The more publicised negative aspects of tourism in developing countries focus on the harm affluent Western visitors do to the social fabric of poor societies. But spare a thought for the unsuspecting visitor who arrives to find that he is a victim.
Just back from a package tour to the land which the Arabs called Serendip, Sri Lanka, I am still reeling from exposure to a culture engaged in conflict with tourism, where the relentless harassment and manipulation of visitors for money overshadows what would be one of the world's most beautiful resorts.
In the new field of tourism anthropology Sri Lanka makes an interesting case study. Its people typically have an income of between pounds 33 and pounds 45 a month and yet they are among the most literate in Asia and command a high proficiency in English. On the surface it would appear that the civil war poses the main obstacle to Sri Lanka's becoming a major tourist destination. In fact it is not the Tamil Tigers whom visitors fear.
The first sign appeared shortly after we drove out of Colombo, when our tour guide explained at length his views on tipping. It did not take an accountant to conclude that he could be making an untaxed pounds 7,000 or pounds 8,000 a year on top of his pay.
The driver would also expect a pound a day from each person, and so would his assistant. There would also be luggage boys, room boys, mosquito net boys, and guides at historical sites and temples. There would be tips for those who watched our shoes outside temples, and those who put out our deck chairs or handed us towels.
And then for our tour guide, there were the commissions to be earned by arranging frequent stops at a range of dubious establishments: a batik factory, a phoney spice garden, a jewellers, a wood carving centre, all staffed by aggressive salesmen.
It is the preponderance of sellers, beggars and commission earners in relation to the tourists that favours neither side and results in disappointment for one and disillusionment for the other.
Try parting with your group to undertake independent expeditions and you must endure persistent badgering. Most guidebooks insist that this is a minor irritation but, if so, one is compelled to wonder if the author and reader are in the same country.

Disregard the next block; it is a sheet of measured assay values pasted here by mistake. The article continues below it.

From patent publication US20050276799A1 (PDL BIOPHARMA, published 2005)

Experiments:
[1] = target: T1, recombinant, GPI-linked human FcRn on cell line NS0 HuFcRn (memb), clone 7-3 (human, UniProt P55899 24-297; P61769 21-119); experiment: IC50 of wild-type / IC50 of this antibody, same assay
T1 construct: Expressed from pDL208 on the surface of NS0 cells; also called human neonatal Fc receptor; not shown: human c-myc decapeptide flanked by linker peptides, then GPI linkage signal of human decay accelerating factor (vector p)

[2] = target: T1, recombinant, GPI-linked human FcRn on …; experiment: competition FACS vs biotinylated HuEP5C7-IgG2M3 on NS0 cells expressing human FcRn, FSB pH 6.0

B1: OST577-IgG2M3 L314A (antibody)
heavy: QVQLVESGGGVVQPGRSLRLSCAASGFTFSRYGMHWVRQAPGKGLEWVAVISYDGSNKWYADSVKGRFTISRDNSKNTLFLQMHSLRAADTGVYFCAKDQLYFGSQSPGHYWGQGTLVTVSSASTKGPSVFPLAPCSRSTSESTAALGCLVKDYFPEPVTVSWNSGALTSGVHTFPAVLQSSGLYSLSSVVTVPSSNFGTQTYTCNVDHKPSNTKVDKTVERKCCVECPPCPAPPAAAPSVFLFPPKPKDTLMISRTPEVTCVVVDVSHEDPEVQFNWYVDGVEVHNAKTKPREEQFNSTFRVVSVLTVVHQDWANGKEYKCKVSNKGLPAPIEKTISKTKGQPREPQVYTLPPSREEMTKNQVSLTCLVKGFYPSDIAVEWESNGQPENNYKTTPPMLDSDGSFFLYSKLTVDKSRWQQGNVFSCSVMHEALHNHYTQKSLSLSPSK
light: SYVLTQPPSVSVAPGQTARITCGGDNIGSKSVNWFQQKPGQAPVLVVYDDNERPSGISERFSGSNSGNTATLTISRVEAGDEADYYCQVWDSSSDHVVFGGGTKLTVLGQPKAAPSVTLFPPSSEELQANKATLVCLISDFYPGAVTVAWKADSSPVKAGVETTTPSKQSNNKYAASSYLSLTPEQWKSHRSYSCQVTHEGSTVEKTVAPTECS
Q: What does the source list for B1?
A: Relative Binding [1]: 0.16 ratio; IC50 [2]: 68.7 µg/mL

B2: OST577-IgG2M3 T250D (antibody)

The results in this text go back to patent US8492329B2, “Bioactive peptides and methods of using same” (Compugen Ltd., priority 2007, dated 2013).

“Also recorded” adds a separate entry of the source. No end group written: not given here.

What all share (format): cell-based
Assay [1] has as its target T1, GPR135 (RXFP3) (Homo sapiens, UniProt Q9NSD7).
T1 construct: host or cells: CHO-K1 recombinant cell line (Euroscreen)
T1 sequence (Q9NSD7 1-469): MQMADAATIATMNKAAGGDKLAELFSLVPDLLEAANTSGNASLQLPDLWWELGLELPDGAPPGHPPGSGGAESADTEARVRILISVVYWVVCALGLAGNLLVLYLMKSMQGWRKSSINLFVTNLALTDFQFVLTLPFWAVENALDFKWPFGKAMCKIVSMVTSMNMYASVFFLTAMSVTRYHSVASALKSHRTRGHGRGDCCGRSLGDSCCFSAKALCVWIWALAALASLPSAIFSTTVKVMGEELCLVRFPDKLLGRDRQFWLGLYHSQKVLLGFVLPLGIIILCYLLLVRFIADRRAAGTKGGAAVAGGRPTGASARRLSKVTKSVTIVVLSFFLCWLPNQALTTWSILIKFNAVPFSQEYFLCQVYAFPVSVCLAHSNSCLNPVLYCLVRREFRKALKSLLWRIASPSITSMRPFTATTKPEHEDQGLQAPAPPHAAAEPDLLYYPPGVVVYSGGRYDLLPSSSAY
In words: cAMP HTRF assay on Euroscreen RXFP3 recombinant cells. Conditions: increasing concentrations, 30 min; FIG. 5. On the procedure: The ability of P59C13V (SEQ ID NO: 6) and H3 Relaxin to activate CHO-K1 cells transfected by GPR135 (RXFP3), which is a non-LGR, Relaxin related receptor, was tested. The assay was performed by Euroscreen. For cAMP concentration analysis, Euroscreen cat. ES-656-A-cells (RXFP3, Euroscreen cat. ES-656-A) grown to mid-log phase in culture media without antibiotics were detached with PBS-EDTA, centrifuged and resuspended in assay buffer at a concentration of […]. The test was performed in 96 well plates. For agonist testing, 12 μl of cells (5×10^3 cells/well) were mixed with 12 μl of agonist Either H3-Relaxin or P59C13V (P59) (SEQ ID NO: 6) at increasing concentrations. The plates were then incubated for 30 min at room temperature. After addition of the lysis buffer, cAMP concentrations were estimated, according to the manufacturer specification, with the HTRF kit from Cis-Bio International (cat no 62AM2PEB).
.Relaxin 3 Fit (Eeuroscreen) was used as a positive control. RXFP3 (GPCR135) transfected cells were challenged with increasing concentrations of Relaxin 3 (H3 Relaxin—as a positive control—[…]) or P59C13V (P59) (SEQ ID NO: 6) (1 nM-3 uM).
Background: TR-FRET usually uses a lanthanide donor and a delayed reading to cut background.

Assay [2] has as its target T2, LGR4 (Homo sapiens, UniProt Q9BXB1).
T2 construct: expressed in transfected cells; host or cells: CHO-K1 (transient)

That touts come in many forms, from innocent looking schoolboys to hardened old men, from avaricious tour guides and trishaw drivers to the friendly person listening to cricket on his radio and sitting opposite you on the train.
The beaches, powdery white and ringed with coconut palms and adorned with domesticated elephants are as tantalising as the posters suggest but they are not to be enjoyed in a stationary state. Nor is any scene with human or animal movement to be captured on film without demand for payment.
Even inside hotel compounds, everyone is on the make. Restaurant waiters, already recipients of substantial service charges, brusquely demand your tips. Room boys not only make your bed, they flog toiletries and brushes. Bar staff appear thunderstruckwhen you refuse expensive wines. Forget to put your watch and the cash buried at the bottom of your luggage into the hotel safe and you may find such items disappearing from your room. Exchange pleasantries with lifeguards, security staff or gardeners and the not-so-subtle attempts at relieving you of your rupees gather momentum.
As the holiday unfolded, the tension in our group mounted. Surprise turned to hurt, and hurt to outrage; when the time came to leave there was palpable relief but there was also an air of open anger. The Sinhalese majority that makes up the population of Sri Lanka are deeply religious. Historically, they have always had a reputation for being a people of dignity, tolerance, warmth and friendliness. The establishment of a tourism industry has obviously failed to bring prosperity to most.
As we approach the new millennium, what kind of experience can wealthy holiday-makers expect, as they set off into ever more impoverished regions of the world?